Feeling patriotic with Independence Day about a week away.

Pulau Banding Jetty – the gateway to hornbill heaven...

The Royal Belum State Park is one of the oldest forests in the world and it is certainly one of the wildest in Peninsular Malaysia. The lush landscape is frequently shrouded with mist and numerous partially submerged dead tree trunks can be seen artistically reaching towards the heavens. In short, it is breath taking. Very little has changed here since my first visit back in the 1994 during MNS Penang’s first exploration trip into this once restricted area and for that, I am most grateful.

The best way to get around this massive park is by boat. In fact, our accommodation for this expedition were houseboats. For a hard core birder like me, very little is required to make my stay comfortable. The boathouse actually has more facilities than to my liking. But that is me.

This is not the first time I stayed in a boat house. My first hornbill expedition to Royal Belum was back in 2003. Although I only managed to see 3 very distant Plain-pouched Hornbills flying across the sky at that time, it was still an experience. Being in a houseboat again after all these years brought back good memories. Here is a photo of a younger me taken during that expedition - overly enthusiastic, studded ears and all.

We anchored at Sungai Kenarong – our base camp for the next few days. And once you are so deep inside Royal Belum, the only time humans lift up their smartphones is take capture memories of this incredible place. For the next couple of days, it was just us and Mother Nature in all her glory.

Evidence of the presence of a much mightier mammal around base camp squashed any prior intentions for nocturnal excursions along the forest trails. Coming face to face with Asian Elephants in the night is not something anyone would fancy. However, a predawn stroll along the water’s edge produced a Buffy Fish-Owl hunting discreetly not far from our temporary aboard. I was not expecting much and left my camera in my room. As usual, exciting encounters will usually take place when you are ill-equipped to capture any images.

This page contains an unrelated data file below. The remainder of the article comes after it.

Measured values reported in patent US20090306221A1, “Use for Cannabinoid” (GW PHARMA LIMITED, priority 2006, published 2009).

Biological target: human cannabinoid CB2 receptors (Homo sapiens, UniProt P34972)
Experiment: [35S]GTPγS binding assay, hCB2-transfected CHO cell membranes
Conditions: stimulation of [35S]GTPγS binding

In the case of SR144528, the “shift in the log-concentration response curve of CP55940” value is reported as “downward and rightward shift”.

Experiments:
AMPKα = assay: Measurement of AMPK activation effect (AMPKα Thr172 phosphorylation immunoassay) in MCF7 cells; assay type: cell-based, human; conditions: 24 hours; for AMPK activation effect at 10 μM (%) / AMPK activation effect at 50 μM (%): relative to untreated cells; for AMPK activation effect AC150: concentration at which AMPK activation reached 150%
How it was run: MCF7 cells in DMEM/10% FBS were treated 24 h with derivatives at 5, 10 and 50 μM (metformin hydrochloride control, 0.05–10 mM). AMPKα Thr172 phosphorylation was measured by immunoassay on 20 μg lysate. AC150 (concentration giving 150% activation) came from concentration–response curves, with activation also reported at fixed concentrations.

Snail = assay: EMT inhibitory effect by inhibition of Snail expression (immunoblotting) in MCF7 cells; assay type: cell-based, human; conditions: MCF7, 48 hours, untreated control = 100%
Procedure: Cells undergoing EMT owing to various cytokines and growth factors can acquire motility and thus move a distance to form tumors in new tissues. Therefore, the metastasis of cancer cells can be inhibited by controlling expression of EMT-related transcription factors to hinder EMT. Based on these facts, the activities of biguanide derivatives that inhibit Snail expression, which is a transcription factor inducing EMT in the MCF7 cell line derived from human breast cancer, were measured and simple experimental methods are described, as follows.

The second day was when we got to work. We were divided into small groups and boarded small speed boats to go further into the interiors of the park. I was assigned to lead the group consisting of delegates from India and Brunei. Having half a dozen enthusiastic birders with photographic gear on a shallow and light vessel may not seem to be a very good idea and it was the perfect way to cover more area and to literally chase after hornbills.

Sungai Kejar was the northern most point we ventured to and Sungai Tiang, the eastern most. The weather was perfect during the morning but in the late afternoon, the sky open up and drenched us to the bone. I found myself in one of the most uncomfortable situations in all my years of birding. Cold, battered and wet, we had to brace ourselves as our tiny boat met the torrential storm head on. And what lasted minutes felt like an eternity.

The participants of the RBIHE consisted of delegates from all walks of life but brought together by a mutual passion – their love for the natural world. Among them, one stood out. It was not because he was the only Caucasian but he was none other than Noah Strycker. For the benefit of those who are not familiar with the name, he was the birder who broke the world record last year for seeing the most number of bird species (6,042 species to be exact) within a calendar year. Now, you know.